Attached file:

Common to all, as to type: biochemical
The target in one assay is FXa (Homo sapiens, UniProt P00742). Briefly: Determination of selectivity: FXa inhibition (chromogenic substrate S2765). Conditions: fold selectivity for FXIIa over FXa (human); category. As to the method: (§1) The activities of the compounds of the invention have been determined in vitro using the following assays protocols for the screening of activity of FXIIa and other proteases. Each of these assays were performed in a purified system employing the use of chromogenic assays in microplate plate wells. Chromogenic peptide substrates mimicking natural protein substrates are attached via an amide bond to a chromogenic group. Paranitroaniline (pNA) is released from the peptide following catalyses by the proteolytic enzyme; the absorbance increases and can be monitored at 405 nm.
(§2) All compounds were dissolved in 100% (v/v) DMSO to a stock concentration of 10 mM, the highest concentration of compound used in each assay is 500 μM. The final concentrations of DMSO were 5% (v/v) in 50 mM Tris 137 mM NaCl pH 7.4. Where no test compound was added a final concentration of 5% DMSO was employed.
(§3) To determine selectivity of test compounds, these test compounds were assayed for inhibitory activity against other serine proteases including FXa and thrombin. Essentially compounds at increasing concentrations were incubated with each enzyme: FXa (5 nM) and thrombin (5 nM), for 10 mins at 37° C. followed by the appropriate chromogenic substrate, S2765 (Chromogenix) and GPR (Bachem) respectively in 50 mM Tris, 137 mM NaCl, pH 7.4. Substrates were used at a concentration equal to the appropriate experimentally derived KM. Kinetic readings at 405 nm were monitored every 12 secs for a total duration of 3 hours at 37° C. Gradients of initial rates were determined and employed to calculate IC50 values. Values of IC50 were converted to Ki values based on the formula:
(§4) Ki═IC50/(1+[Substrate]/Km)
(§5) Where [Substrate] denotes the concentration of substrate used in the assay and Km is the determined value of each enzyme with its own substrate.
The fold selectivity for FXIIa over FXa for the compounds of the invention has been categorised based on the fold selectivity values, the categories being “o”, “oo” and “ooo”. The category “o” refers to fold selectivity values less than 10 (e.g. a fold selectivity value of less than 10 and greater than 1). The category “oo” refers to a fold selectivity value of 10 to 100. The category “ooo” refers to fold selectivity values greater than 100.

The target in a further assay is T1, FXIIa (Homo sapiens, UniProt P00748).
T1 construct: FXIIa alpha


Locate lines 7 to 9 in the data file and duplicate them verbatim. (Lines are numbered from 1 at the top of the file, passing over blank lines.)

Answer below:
The fold selectivity for FXIIa over FXa for the compounds of the invention has been categorised based on the fold selectivity values, the categories being “o”, “oo” and “ooo”. The category “o” refers to fold selectivity values less than 10 (e.g. a fold selectivity value of less than 10 and greater than 1). The category “oo” refers to a fold selectivity value of 10 to 100. The category “ooo” refers to fold selectivity values greater than 100.

The target in a further assay is T1, FXIIa (Homo sapiens, UniProt P00748).
T1 construct: FXIIa alpha